By NOEL MURPHY
LOUIE the Fly, that Aussie TV fixture of the 1960s, would be thrilled with the work going on at Deakin University right now.
With all its flies and maggots, ulcers, dead carcasses, bacteria and flystrike, it might not be the most appetising of research subjects but the outcomes could have far-reaching positive effects.
Microbiologist Michelle Harvey has just won a Churchill Fellowship to study the humble dunny budgie, or blowfly, and the way they deal with microbes with their own anti-bacterial substances.
Maggots, for instance, have been used in medicine for hundreds of years, and could hold the key to dealing with the disfiguring Bairnsdale ulcer.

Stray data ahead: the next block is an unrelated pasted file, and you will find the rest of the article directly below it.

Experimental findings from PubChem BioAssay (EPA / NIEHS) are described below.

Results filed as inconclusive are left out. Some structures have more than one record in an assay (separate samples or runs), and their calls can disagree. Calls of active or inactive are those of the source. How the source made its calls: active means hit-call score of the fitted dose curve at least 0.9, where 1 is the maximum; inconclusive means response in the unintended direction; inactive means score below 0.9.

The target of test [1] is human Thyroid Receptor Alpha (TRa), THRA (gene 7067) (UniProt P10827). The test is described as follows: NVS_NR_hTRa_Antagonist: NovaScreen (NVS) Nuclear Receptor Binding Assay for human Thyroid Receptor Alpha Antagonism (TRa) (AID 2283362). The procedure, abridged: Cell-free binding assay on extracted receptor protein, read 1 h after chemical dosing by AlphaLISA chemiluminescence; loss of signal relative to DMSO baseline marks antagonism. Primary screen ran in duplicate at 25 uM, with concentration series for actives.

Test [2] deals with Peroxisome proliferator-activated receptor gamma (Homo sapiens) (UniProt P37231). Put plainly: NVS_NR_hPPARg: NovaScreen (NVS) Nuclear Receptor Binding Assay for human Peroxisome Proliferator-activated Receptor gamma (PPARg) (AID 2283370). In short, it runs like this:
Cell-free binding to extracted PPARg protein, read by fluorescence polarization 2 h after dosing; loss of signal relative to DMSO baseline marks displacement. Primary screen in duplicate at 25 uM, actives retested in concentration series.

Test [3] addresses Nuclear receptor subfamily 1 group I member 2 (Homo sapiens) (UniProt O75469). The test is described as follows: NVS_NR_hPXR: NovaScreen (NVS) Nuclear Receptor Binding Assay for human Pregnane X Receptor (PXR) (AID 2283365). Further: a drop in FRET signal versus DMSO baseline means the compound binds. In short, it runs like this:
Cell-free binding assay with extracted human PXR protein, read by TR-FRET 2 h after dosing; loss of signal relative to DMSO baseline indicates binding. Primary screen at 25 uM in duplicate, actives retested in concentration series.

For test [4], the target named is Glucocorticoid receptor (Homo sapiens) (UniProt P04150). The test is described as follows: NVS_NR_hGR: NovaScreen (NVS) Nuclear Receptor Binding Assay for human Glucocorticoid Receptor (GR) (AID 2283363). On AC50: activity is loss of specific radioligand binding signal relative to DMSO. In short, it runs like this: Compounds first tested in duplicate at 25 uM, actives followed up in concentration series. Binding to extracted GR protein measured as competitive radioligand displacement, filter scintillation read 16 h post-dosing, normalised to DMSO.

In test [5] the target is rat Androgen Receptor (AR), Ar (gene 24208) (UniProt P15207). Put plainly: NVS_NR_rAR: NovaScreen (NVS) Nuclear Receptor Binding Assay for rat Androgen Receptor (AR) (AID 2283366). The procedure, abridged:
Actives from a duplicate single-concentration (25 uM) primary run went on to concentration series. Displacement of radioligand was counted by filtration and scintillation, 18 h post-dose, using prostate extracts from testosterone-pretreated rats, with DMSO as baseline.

Dr Harvey, together with Dr Melanie Thomson, has embarked on a so-called “mighty maggot” project to gauge what happens in a maggot’s stomach as it digests dead tissue.
Dr Harvey has spent 12 months to date at a Tennessee USA facility, watching bodies decompose to see what the insects do in different circumstances such as sun and shade, or when a body is clothed or buried.
“I am trying to be the first to take a holistic view of the flies and say they’re doing all these things that are very important economically and socially,” she said.
“Up until now, everyone has been doing their research in isolated pockets and I want to bring it all together.”
Old Louie, it seems, might ultimately prove more beneficial to humans than the Mortein ads suggest.